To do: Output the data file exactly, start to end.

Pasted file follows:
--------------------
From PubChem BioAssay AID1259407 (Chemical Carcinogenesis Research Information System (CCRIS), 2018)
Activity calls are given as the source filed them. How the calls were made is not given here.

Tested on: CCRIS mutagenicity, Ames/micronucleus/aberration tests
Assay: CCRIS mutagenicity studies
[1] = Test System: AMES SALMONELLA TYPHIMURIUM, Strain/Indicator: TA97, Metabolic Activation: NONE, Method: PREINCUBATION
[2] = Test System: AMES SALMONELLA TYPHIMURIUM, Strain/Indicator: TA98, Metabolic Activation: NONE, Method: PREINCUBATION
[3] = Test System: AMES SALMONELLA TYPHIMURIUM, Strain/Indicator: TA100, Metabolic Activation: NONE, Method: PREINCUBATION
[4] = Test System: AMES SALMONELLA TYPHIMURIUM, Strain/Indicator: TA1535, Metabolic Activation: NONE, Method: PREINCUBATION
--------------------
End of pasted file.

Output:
From PubChem BioAssay AID1259407 (Chemical Carcinogenesis Research Information System (CCRIS), 2018)
Activity calls are given as the source filed them. How the calls were made is not given here.

Tested on: CCRIS mutagenicity, Ames/micronucleus/aberration tests
Assay: CCRIS mutagenicity studies
[1] = Test System: AMES SALMONELLA TYPHIMURIUM, Strain/Indicator: TA97, Metabolic Activation: NONE, Method: PREINCUBATION
[2] = Test System: AMES SALMONELLA TYPHIMURIUM, Strain/Indicator: TA98, Metabolic Activation: NONE, Method: PREINCUBATION
[3] = Test System: AMES SALMONELLA TYPHIMURIUM, Strain/Indicator: TA100, Metabolic Activation: NONE, Method: PREINCUBATION
[4] = Test System: AMES SALMONELLA TYPHIMURIUM, Strain/Indicator: TA1535, Metabolic Activation: NONE, Method: PREINCUBATION